“Do debt constraints influence firms’ sensitivity to a temporary tax holiday on repatriations?”

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Author Information : Susan Albring (Whitman School of Management, Syracuse University)
Lillian F. Mills (McCombs School of Business, University of Texas at Austin)
Kaye Newberry (McCombs School of Business, University of Texas at Austin)

Year of Publication : Social Science Research Network (2011)

Summary of Findings : U.S. multinationals with greater access to external debt markets have more flexibility to time their repatriations around a tax holiday and, as such, are the primary beneficiaries of any tax savings.

Research Questions : Do U.S. multinationals’ private and public debt constraints influence their responses to a temporary reduction in repatriation taxes?

What we know : The American Jobs Creation Act (hereafter AJCA 2004) provided a temporary reduction in the repatriation tax rate (generally for the 2005 tax year) in hopes of motivating firms to bring monies back to the U.S. for domestic investment. The response to the tax holiday was overwhelming, with estimates of $312 billion being repatriated under the holiday (Redmiles 2008). This momentous event provides a natural experiment for studying the economic implications of tax holiday provisions.

Novel Findings : External debt constraints played an important role in determining firm responses to the tax holiday.

Firms subject to fewer financial covenants in their private debt agreements or with greater access to public bond markets repatriated significantly more of their eligible funds.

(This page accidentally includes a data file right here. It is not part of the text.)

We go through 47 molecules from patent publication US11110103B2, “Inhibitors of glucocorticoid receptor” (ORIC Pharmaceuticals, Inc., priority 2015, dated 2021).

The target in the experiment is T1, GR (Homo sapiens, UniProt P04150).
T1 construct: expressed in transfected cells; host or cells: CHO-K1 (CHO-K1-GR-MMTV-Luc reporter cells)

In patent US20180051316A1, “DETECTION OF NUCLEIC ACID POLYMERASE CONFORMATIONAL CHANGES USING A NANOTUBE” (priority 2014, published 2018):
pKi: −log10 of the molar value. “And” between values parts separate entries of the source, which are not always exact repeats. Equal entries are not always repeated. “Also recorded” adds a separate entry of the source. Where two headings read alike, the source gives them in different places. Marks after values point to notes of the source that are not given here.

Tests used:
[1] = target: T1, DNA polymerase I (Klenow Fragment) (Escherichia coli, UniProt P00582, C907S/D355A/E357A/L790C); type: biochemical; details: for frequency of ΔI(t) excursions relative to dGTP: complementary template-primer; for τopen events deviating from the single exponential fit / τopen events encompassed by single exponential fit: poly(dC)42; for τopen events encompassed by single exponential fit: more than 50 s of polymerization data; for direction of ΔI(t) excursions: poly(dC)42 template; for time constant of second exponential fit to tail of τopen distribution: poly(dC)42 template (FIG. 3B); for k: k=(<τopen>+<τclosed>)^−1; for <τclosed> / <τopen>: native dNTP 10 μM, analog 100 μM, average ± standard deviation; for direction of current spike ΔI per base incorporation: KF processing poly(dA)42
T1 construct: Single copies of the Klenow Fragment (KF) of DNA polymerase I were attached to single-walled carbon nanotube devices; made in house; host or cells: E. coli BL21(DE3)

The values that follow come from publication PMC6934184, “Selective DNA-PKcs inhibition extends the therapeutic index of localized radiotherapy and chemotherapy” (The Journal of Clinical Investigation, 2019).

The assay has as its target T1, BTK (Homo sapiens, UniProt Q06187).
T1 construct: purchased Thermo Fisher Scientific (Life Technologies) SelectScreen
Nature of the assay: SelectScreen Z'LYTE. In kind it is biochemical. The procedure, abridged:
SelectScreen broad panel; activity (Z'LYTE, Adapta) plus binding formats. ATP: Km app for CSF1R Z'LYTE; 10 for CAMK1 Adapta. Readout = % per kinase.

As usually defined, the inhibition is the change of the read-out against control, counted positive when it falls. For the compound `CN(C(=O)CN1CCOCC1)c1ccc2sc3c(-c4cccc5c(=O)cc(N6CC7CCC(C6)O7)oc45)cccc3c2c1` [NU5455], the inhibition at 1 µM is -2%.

U.S. multinationals with greater access to external debt markets have more flexibility to time their repatriations around a tax holiday and, as such, are the primary beneficiaries of any tax savings.

Implications for Policy: Our results suggest that U.S. multinationals with greater access to external debt markets have more flexibility to time their repatriations around a tax holiday and, as such, they are the primary beneficiaries of any tax savings. It is unlikely that these firms were the intended target of AJCA 2004 given the stated legislative goals of directing repatriated funds towards financial stabilization and previously unfunded positive return investments.

Full Citations : Albring, Susan and Mills, Lillian F. and Newberry, Kaye, Do Debt Constraints Influence Firms' Sensitivity to a Temporary Tax Holiday on Repatriations? (February 3, 2010). Journal of American Taxation Association, Fall 2011; McCombs Research Paper Series No. ACC-03-10.

http://papers.ssrn.com/sol3/papers.cfm?abstract_id=1478967

Abstract : We examine whether U.S. multinationals’ private and public debt constraints influence their responses to a temporary reduction in repatriation taxes. Using a sample of 421 U.S. multinationals with permanently reinvested earnings, we find that external debt constraints played an important role in determining their responses to the tax holiday. Specifically, we find that firms subject to fewer financial covenants in their private debt agreements or with greater access to public bond markets repatriated significantly more of their eligible funds. Our results suggest that U.S. multinationals with greater access to external debt markets have more flexibility to time their repatriations around a tax holiday and, as such, they are the primary beneficiaries of any tax savings. It is unlikely that these firms were the intended target of AJCA 2004 given the stated legislative goals of directing repatriated funds towards financial stabilization and previously unfunded positive return investments.

Susan Albring

Susan Albring

Professor Albring is an associate professor of accounting. Her research is focused on the effect of repatriation of foreign earnings on firm capital structure decisions.
Susan Albring
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